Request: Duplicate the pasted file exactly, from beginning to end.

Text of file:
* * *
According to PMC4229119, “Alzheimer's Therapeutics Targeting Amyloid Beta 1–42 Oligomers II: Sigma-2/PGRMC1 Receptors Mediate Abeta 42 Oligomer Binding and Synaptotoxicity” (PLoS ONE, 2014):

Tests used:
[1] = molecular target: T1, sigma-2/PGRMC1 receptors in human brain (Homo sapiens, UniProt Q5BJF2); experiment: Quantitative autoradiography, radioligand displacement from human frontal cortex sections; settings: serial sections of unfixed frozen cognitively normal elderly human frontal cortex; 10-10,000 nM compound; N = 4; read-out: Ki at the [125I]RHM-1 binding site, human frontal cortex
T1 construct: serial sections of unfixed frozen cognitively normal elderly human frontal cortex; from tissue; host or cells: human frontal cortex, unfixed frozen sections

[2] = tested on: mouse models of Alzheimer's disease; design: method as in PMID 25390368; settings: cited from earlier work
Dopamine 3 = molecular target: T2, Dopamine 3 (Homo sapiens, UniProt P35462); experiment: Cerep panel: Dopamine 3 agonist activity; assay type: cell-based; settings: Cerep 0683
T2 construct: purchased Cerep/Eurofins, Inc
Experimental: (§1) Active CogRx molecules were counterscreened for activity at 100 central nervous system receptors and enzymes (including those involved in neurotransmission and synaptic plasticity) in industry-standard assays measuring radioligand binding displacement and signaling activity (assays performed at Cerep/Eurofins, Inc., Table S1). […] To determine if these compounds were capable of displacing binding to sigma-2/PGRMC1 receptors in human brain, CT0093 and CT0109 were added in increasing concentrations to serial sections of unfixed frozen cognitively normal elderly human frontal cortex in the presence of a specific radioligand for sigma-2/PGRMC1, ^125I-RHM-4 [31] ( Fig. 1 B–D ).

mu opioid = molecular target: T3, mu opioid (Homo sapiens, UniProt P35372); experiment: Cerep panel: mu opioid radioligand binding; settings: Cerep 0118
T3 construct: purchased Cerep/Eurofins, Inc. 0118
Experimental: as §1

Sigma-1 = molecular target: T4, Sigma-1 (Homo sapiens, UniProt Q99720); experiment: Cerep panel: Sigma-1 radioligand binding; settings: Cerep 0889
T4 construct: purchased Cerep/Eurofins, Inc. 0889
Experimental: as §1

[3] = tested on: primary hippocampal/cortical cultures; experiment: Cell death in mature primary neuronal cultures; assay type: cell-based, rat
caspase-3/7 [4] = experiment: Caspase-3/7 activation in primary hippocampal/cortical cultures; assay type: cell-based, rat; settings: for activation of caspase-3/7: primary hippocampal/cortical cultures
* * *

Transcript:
According to PMC4229119, “Alzheimer's Therapeutics Targeting Amyloid Beta 1–42 Oligomers II: Sigma-2/PGRMC1 Receptors Mediate Abeta 42 Oligomer Binding and Synaptotoxicity” (PLoS ONE, 2014):

Tests used:
[1] = molecular target: T1, sigma-2/PGRMC1 receptors in human brain (Homo sapiens, UniProt Q5BJF2); experiment: Quantitative autoradiography, radioligand displacement from human frontal cortex sections; settings: serial sections of unfixed frozen cognitively normal elderly human frontal cortex; 10-10,000 nM compound; N = 4; read-out: Ki at the [125I]RHM-1 binding site, human frontal cortex
T1 construct: serial sections of unfixed frozen cognitively normal elderly human frontal cortex; from tissue; host or cells: human frontal cortex, unfixed frozen sections

[2] = tested on: mouse models of Alzheimer's disease; design: method as in PMID 25390368; settings: cited from earlier work
Dopamine 3 = molecular target: T2, Dopamine 3 (Homo sapiens, UniProt P35462); experiment: Cerep panel: Dopamine 3 agonist activity; assay type: cell-based; settings: Cerep 0683
T2 construct: purchased Cerep/Eurofins, Inc
Experimental: (§1) Active CogRx molecules were counterscreened for activity at 100 central nervous system receptors and enzymes (including those involved in neurotransmission and synaptic plasticity) in industry-standard assays measuring radioligand binding displacement and signaling activity (assays performed at Cerep/Eurofins, Inc., Table S1). […] To determine if these compounds were capable of displacing binding to sigma-2/PGRMC1 receptors in human brain, CT0093 and CT0109 were added in increasing concentrations to serial sections of unfixed frozen cognitively normal elderly human frontal cortex in the presence of a specific radioligand for sigma-2/PGRMC1, ^125I-RHM-4 [31] ( Fig. 1 B–D ).

mu opioid = molecular target: T3, mu opioid (Homo sapiens, UniProt P35372); experiment: Cerep panel: mu opioid radioligand binding; settings: Cerep 0118
T3 construct: purchased Cerep/Eurofins, Inc. 0118
Experimental: as §1

Sigma-1 = molecular target: T4, Sigma-1 (Homo sapiens, UniProt Q99720); experiment: Cerep panel: Sigma-1 radioligand binding; settings: Cerep 0889
T4 construct: purchased Cerep/Eurofins, Inc. 0889
Experimental: as §1

[3] = tested on: primary hippocampal/cortical cultures; experiment: Cell death in mature primary neuronal cultures; assay type: cell-based, rat
caspase-3/7 [4] = experiment: Caspase-3/7 activation in primary hippocampal/cortical cultures; assay type: cell-based, rat; settings: for activation of caspase-3/7: primary hippocampal/cortical cultures